Global Distribution

Blackflies and onchocerciasis are commonly found near the rivers
that flow through these wooded valleys. Photo courtesy of WHO/TDR.

Of Disease
Currently, 35 countries around the world are affected by onchocerciasis. It is an ancient disease of Africa and, accordingly, 28 of the affected countries and over 90% of all infected people are in Africa. Onchocerciasis has become endemic to Central and South America as well, affecting 70,000 people in Guatemala and Mexico alone. Other small, isolated endemic foci occur in Venezuela, Colombia, Brazil, Ecuador. Most recently, areas of Yemen and Saudia Arabia on the Arabian Peninsula have been declared endemic. [2,d,j,m,o]

Of Clinical Manifestations
Geographic differences in the disease manifestations may result from variations in: [a,d,o]
· different forms or species of the vector with different life cycles and habits
· different parasite strains with varying pathology and antigenic makeup
· the degree of the host’s susceptibility
· acquired immune tolerance in utero in endemic areas
· altered or suppressed immunity of the host from malnutrition

Summary of Vector and Disease Distribution
Region Major Vector(s) Disease Manifestation
African savanna S. damnosum - lives in hilly or sparsely wooded areas, breeds in streams of all sizes, tends to bite lower body;[d,e,o]
S. neavei - lives in Ethiopia, Central & East Africa [d,e]
Disease foci are widespread swathes of infected areas across countries with islands of particularly high prevalence. High rate of eye lesions, blindness, hanging groin, elephantiasis, high microfilaria levels, fewer nodules and gross skin lesions, and in Uganda the Nakalanga syndrome (low body weight, dwarfism, absence of secondary sex characteristics, skeletal deformation, dental caries, mental retardation) [a,d,o]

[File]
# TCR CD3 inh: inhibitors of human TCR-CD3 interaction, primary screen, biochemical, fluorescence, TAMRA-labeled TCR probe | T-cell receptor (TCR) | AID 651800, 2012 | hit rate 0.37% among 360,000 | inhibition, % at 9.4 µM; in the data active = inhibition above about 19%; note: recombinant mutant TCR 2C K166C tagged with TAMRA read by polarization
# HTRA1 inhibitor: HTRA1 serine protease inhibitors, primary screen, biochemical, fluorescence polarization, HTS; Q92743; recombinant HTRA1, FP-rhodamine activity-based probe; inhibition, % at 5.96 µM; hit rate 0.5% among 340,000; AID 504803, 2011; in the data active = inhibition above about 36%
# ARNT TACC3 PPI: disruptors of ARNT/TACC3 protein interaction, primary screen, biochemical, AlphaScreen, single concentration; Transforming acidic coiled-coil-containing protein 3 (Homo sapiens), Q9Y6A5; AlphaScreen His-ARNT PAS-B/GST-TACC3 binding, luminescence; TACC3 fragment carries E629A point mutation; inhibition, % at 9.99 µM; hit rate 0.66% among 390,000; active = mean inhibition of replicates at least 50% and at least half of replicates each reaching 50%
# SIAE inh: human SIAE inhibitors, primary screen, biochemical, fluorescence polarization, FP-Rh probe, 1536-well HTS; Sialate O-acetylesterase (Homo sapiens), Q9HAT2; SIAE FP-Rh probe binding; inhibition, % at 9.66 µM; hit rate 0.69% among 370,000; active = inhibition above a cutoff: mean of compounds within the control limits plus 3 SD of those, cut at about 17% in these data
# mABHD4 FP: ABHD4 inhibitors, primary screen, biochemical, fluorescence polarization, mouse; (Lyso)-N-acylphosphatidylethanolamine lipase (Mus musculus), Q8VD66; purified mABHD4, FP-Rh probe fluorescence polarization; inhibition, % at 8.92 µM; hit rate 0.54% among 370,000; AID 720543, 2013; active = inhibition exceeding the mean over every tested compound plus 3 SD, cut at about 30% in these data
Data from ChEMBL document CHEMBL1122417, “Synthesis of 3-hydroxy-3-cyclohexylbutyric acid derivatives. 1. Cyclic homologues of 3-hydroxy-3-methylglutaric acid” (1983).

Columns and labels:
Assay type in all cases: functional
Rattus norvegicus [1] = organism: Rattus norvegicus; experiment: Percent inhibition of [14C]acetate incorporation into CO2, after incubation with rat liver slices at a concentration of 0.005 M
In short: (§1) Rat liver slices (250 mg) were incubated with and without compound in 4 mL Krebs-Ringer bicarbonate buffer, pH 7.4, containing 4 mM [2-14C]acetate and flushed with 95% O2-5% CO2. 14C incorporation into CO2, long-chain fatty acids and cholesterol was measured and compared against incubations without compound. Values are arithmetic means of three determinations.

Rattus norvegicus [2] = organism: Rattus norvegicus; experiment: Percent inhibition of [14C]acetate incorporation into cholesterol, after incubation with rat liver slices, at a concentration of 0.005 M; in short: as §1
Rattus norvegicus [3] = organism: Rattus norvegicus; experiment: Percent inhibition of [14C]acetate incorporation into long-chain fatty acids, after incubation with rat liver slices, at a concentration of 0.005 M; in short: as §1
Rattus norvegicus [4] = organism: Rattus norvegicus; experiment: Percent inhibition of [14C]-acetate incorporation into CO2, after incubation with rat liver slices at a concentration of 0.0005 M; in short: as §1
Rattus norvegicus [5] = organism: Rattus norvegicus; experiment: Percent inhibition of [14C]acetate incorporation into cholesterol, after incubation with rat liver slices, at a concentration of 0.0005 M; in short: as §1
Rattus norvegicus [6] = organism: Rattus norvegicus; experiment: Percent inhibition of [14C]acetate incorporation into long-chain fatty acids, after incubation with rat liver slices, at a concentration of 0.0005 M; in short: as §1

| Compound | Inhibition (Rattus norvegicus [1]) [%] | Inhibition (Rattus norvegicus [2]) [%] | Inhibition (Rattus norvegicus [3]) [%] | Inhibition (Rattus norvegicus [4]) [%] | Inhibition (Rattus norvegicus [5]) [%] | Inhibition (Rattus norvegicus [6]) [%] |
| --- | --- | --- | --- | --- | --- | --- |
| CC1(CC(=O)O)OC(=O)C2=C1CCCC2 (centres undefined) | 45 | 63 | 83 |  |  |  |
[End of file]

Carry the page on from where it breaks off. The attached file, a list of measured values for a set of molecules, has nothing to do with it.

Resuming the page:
African forestland S. neavei - tend to bite lower body [o] Disease foci are widespread swathes of infected areas across countries with islands of particularly high prevalence. Fewer eye lesions, more gross skin and gland lesions, abundant nodules, moderate microfilaria levels, hanging groin, elephantiasis, lower rates of sclerosing keratitis [d,e,o]
Latin America

Vectors live at elevations up to 3000 m, but particularly inhabitat mountainsides where rivers flow faster [e];
S. ochraceum - in Guatemala & Mexico, lives near small streams in hilly and usually densely forested areas, tends to bite upper body;
S. metallicum & S. exiguum - in Venezuela & elsewhere, live in hilly but sparsely wooded areas, tends to bite lower body [d,e,o,h]

Completely isolated disease foci, particularly common in Native Americans who work in coffee plantations in the highlands. Mild skin lesions, with the exception of the now rare erisipela de la costa, which affects the faces of heavily infected children. Symmetric dermititis of limbs & trunk. Numberous microfilaria in skin snips. In Guatemala & Mexico - infections of high intensity, with eye lesions, facial dermititis, nodules on head and torso. Venezuela & elsewhere - less intense infections, bites and symptoms mostly of lower body, eye involvement less common. [d,e,o]
Arabian peninsula n/a Microfilaria mostly found in lower legs and ankles. "Sowda" refers to a reactive form of dermititis leading to hyperpigmented, hypertrophic skin of a single limb and pruritis, swelling papules, edema, and regional lymphadenitis. [d,o]